September 13, 2017 By FTI Consulting
It was only a matter of time before someone had to come in and police the Wild West of digital advertising, and some updates over the last week seem to show that time is now.
A major digital update came in the Russia-election-meddling story as Facebook revealed it had sold $100,000 worth of ads to a Kremlin-linked firm. Whoops! ¯\_(ツ)_/¯ The implications, though, could be far reaching for digital advertising. The tip of the iceberg is more support for regulating political advertising online, bringing the medium more in line with TV advertising with requirements to disclose where ad funds came from. The rest lurking under the water is what this could do to social networks’ coveted self-service ad markets, where pretty much anyone can go in and pay to sponsor/target any (SFW) post. This has been a boon to the networks and scrappier digital outfits that could come crashing down if verification requirements stretch outside of campaign financing regulations.
Elsewhere in digital influence-peddling, the Federal Trade Commission (FTC) is honing in on how it wants to hold influencers to account. This year has seen a number of scandals involving influencer marketing – or social media personalities pushing products, events or services – and the latest, involving a video game gambling website, prompted the FTC to release updated guidance. The guidance stresses the clarity with which influencers need to show that a product endorsement has been paid for, including language that in-app options to denote sponsorship may not be enough and that failure to adhere to the guidelines could result in charges.
If there was ever a story about a company that could find its way to light in spite of multiple hurricanes and a nuclear stand-off, it is a data breach that exposes sensitive information of around 143 million U.S. citizens. While we’re not going to go point-for-point on Equifax’s response, we will take the opportunity to offer some pointers on a digital response to a crisis.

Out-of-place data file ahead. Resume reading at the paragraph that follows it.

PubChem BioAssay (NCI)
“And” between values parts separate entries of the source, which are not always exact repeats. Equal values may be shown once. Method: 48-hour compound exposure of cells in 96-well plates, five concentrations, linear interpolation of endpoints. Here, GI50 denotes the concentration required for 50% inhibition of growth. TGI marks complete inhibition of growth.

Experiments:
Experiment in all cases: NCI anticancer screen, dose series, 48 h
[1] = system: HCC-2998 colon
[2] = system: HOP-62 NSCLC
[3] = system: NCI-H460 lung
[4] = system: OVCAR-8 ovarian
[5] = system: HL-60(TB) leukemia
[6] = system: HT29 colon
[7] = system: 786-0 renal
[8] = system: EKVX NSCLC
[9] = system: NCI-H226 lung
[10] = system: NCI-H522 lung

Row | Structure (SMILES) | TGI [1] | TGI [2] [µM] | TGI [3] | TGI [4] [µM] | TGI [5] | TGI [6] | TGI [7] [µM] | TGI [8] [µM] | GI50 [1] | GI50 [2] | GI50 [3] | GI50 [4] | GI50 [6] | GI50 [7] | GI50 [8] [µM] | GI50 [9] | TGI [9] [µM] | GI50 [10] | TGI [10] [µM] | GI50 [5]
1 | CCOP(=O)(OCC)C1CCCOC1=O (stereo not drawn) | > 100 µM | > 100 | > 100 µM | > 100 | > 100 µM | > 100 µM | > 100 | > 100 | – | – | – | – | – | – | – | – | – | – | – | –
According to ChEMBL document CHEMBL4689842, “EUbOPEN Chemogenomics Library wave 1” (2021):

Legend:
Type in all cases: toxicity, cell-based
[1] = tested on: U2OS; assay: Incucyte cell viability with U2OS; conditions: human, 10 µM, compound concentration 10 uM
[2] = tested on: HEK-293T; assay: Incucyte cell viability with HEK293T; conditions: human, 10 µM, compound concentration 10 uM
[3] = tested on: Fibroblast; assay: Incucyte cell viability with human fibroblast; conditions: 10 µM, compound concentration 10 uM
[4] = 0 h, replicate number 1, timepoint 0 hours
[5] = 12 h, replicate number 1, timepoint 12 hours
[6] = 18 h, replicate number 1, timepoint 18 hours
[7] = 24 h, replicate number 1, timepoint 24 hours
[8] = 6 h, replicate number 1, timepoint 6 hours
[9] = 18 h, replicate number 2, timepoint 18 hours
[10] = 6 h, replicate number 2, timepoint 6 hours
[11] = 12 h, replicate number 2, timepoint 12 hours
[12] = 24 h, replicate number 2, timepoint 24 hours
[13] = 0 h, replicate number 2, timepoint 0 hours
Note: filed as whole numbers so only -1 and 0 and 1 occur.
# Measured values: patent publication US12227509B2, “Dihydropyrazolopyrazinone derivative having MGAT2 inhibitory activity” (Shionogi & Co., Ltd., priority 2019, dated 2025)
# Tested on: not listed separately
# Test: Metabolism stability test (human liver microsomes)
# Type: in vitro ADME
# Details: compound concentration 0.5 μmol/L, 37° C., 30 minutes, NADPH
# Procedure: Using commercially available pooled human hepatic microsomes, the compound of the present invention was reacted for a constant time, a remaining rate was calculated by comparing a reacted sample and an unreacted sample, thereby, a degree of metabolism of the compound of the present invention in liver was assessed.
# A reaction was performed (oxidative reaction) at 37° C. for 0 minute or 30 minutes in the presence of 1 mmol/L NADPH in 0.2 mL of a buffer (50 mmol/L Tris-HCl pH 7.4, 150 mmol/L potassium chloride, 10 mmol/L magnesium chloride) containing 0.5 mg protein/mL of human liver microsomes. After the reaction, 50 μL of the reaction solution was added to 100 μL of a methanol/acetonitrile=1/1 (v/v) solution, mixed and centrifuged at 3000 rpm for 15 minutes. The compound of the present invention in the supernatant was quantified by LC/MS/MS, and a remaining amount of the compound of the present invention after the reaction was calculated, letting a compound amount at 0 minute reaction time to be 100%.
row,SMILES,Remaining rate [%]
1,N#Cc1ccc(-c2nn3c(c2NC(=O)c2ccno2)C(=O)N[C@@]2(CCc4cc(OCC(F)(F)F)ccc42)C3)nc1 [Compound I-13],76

Just in case we haven’t beaten this dead horse enough, I’m going to go ahead and offer a reminder, prompted by a new data from the Pew Research Center and Adobe Analytics this week, that social media are really important in understanding modern news consumption.
Pew’s latest study shows that a full 67 percent of U.S. adults find news on social media. Digging a little deeper, it was interesting to see which platforms they used. For example, around 73 percent of Twitter users, 68 percent of Facebook users and 66 percent of Reddit users claimed to use those respective channels for news. Meanwhile, only 24 percent of LinkedIn users, 27 percent of Instagram users and 31 percent of YouTube users reported using those platforms for news.
Adobe’s report corroborated these numbers, with Facebook, Twitter and Reddit as the top platforms for news consumption. Facebook was the most commonly used platform for young professionals and the 35+ bracket. Surprisingly, while Twitter was popular amongst young professionals, more users 35 years and older used Reddit for news.
Facebook Is Willing to Spend Big in Video Push WSJ
Twitter has an unlaunched tweetstorm feature TechCrunch
The print catalog era is over — but Facebook wants to revive it on your iPhone Business Insider
Snapchat’s newest media partners: college newspapers Mashable
Finally everybody is done monkeying around!